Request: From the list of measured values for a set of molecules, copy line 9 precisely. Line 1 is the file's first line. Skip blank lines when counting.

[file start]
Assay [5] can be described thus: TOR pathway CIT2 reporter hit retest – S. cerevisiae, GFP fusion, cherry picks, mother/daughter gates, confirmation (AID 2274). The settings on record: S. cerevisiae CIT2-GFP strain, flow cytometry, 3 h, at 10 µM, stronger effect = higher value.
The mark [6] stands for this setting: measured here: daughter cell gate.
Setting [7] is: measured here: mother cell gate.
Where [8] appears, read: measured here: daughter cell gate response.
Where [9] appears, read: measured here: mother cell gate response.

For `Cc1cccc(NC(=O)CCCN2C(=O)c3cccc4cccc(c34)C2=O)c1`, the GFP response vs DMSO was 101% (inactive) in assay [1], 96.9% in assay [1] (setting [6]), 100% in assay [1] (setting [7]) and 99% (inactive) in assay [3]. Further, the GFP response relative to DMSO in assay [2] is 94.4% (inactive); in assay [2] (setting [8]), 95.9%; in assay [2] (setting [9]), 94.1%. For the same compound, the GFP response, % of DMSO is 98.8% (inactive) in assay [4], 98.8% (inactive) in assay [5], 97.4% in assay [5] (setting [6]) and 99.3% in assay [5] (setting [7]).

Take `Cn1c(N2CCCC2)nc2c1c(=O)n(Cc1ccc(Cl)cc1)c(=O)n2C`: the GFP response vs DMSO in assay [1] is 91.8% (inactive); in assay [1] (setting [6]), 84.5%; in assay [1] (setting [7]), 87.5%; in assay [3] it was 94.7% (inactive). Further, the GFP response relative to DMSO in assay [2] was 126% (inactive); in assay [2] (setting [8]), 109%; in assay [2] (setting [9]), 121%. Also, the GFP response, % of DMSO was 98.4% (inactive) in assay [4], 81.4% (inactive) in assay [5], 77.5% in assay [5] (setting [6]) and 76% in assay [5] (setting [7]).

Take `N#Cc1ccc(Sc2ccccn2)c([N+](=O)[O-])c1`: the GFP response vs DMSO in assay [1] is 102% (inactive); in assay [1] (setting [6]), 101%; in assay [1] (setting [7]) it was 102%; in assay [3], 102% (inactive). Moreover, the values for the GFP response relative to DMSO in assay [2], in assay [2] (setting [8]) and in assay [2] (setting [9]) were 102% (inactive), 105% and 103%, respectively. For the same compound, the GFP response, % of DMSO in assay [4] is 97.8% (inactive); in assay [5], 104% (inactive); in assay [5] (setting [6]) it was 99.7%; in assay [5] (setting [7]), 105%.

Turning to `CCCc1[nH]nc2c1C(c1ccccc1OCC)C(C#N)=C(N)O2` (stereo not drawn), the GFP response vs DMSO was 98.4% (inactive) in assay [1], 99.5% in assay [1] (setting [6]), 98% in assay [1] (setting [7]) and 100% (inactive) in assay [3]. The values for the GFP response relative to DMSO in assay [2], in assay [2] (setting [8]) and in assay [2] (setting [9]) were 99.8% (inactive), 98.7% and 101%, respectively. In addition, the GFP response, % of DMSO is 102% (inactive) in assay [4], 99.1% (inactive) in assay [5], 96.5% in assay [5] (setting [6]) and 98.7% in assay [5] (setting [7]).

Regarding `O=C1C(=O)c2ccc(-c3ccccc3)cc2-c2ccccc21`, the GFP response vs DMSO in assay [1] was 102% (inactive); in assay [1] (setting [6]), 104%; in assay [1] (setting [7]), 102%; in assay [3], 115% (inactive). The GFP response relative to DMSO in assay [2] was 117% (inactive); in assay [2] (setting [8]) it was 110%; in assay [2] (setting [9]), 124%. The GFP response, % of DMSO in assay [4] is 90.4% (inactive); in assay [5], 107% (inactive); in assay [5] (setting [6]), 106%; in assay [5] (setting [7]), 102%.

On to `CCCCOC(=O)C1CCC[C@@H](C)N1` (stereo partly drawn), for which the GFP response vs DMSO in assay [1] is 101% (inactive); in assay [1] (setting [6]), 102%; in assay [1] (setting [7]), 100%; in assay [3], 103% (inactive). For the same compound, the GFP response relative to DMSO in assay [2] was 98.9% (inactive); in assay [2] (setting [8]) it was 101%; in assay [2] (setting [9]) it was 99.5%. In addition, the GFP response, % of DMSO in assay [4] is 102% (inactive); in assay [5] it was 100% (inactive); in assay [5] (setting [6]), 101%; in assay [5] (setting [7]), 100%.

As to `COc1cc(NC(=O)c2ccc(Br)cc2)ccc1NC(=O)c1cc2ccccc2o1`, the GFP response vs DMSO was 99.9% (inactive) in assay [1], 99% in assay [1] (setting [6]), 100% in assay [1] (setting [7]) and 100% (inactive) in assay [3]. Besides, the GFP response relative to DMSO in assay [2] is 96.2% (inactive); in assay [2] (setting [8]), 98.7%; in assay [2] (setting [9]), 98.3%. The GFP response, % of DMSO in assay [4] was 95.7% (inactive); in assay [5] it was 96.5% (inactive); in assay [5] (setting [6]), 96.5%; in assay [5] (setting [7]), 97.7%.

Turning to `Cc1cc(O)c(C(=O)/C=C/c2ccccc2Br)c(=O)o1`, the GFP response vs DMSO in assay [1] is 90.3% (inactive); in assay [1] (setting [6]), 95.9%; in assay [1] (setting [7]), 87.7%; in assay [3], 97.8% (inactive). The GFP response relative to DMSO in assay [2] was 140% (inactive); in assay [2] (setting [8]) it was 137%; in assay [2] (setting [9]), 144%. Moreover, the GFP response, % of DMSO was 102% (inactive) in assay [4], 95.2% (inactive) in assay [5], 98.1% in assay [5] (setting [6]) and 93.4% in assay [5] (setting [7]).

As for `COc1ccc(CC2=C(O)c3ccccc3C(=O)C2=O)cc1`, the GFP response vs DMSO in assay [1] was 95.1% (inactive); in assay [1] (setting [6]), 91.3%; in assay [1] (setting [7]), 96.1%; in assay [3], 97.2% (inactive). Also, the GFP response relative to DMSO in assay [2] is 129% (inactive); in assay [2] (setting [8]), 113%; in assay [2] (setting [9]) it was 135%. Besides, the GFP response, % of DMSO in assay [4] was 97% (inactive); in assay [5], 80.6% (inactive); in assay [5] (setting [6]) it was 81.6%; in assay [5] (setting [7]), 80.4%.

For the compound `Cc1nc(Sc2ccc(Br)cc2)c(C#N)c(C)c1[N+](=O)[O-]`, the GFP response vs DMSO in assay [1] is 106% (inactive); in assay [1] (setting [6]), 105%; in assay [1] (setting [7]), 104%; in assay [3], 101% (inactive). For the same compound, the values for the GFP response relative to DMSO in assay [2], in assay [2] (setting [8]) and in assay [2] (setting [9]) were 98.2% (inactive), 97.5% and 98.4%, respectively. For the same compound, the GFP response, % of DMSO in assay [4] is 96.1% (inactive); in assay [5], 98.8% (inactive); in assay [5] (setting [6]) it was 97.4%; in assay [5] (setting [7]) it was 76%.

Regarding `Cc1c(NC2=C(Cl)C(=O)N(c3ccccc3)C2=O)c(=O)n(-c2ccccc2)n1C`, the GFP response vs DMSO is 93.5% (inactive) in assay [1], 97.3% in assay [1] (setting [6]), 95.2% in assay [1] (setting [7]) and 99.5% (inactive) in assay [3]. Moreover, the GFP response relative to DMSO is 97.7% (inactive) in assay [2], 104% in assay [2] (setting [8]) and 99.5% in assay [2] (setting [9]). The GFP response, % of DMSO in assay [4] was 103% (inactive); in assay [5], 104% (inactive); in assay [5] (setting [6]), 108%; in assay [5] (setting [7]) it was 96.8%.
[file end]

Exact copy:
Turning to `CCCc1[nH]nc2c1C(c1ccccc1OCC)C(C#N)=C(N)O2` (stereo not drawn), the GFP response vs DMSO was 98.4% (inactive) in assay [1], 99.5% in assay [1] (setting [6]), 98% in assay [1] (setting [7]) and 100% (inactive) in assay [3]. The values for the GFP response relative to DMSO in assay [2], in assay [2] (setting [8]) and in assay [2] (setting [9]) were 99.8% (inactive), 98.7% and 101%, respectively. In addition, the GFP response, % of DMSO is 102% (inactive) in assay [4], 99.1% (inactive) in assay [5], 96.5% in assay [5] (setting [6]) and 98.7% in assay [5] (setting [7]).